The exhibition brings together works from the permanent collection at The San Diego Museum of Art, a major group of loans from the collection of George C. Kenney II and Olga Kitsakos-Kenney, and loans from other California collections. Together, these constitute one of the world’s most complete sets of Bol’s etchings.Impressions of nearly all of Bol’s etchings are juxtaposed in the exhibition with examples of Rembrandt’s own graphic work of similar subjects. This exhibition is one of the first dedicated to Bol, the important but relatively little-known artist who worked alongside Rembrandt from the mid-1630s to 1642.
Even after setting up a practice of his own, Bol remained one of Rembrandt’s most devoted and talented followers, and many of Bol’s works have long been mistaken for those of Rembrandt himself. Because of the unique interplay between student and mentor, Museum visitors will gain not only with an appreciation for Bol, but also a clearer sense of ‘what makes a Rembrandt print a Rembrandt.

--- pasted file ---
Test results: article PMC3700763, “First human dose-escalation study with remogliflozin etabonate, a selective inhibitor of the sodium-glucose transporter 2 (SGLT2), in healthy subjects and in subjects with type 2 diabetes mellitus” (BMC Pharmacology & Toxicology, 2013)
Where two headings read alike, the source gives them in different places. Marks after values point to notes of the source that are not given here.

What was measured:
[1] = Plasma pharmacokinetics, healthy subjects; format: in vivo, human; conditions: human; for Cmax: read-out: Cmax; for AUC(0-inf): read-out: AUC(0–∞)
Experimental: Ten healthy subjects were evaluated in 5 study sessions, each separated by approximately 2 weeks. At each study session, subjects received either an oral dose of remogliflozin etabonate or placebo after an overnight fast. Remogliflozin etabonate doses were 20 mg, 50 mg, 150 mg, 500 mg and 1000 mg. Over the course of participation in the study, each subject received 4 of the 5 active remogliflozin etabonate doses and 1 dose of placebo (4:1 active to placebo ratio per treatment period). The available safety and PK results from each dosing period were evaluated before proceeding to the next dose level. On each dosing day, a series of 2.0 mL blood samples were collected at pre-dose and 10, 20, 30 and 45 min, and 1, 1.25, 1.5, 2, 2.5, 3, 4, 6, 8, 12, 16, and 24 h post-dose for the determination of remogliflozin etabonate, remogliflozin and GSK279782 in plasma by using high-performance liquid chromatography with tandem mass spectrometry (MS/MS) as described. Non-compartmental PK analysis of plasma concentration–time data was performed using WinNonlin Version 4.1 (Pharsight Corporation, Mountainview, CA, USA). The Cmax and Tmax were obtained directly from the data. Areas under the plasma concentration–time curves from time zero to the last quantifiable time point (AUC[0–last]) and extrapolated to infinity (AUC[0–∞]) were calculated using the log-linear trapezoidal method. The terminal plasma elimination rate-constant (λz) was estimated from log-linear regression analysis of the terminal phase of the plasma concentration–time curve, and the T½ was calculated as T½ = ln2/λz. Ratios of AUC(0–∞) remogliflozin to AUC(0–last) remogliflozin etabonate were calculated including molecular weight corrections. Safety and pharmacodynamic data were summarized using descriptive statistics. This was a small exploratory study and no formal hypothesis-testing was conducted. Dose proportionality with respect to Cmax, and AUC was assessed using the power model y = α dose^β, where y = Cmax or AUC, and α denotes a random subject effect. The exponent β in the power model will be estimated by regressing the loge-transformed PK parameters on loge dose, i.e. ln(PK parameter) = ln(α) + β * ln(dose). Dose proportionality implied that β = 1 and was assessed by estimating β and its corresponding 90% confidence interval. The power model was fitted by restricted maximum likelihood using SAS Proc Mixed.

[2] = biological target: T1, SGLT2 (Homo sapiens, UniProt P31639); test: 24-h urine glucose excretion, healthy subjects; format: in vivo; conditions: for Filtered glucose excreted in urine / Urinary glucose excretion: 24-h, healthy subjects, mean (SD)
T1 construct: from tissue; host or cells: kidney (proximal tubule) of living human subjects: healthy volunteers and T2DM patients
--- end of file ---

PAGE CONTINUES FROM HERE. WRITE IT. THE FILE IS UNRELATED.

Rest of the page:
The San Diego Museum of Art’s exhibition is timed to coincide with Drawings by Rembrandt and His Pupils: Telling the Difference, a major exhibition on view at the J. Paul Getty Museum in Los Angeles through February 28, 2010. The exhibition, focusing on the artistic relationships between Rembrandt and his followers, also provides the opportunity to study drawings by Rembrandt and Bol side-by-side.
Within San Diego, The San Diego Museum of Art joins forces with the Timken Museum of Art to present a strong combined showing of Rembrandt and Bol in Balboa Park. The Timken’s simultaneous exhibit is Rembrandt’s Recession: Passion and Prints in the Dutch Golden Age Other related exhibitions on Rembrandt and his circle are at the Getty Center and the Hammer Museum, both in Los Angeles and the Norton Simon Museum in Pasadena.
December 05, 2009 through March 07, 2010